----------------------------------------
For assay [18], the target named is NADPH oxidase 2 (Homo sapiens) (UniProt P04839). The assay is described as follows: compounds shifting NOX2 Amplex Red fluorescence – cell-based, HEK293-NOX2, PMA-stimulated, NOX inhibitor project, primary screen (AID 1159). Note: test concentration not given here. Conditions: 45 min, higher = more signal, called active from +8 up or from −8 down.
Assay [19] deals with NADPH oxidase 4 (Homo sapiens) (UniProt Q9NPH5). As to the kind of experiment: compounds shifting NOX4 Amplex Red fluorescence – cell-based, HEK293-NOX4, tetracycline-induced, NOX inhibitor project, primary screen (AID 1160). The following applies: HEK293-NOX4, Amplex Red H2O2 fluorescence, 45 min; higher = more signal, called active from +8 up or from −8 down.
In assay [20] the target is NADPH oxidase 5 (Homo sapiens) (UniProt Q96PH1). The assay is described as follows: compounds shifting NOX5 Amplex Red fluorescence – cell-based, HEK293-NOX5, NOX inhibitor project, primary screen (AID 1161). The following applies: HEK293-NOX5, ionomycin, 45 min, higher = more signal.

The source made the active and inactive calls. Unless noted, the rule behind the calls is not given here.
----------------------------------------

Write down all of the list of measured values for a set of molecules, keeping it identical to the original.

For assay [18], the target named is NADPH oxidase 2 (Homo sapiens) (UniProt P04839). The assay is described as follows: compounds shifting NOX2 Amplex Red fluorescence – cell-based, HEK293-NOX2, PMA-stimulated, NOX inhibitor project, primary screen (AID 1159). Note: test concentration not given here. Conditions: 45 min, higher = more signal, called active from +8 up or from −8 down.
Assay [19] deals with NADPH oxidase 4 (Homo sapiens) (UniProt Q9NPH5). As to the kind of experiment: compounds shifting NOX4 Amplex Red fluorescence – cell-based, HEK293-NOX4, tetracycline-induced, NOX inhibitor project, primary screen (AID 1160). The following applies: HEK293-NOX4, Amplex Red H2O2 fluorescence, 45 min; higher = more signal, called active from +8 up or from −8 down.
In assay [20] the target is NADPH oxidase 5 (Homo sapiens) (UniProt Q96PH1). The assay is described as follows: compounds shifting NOX5 Amplex Red fluorescence – cell-based, HEK293-NOX5, NOX inhibitor project, primary screen (AID 1161). The following applies: HEK293-NOX5, ionomycin, 45 min, higher = more signal.

The source made the active and inactive calls. Unless noted, the rule behind the calls is not given here.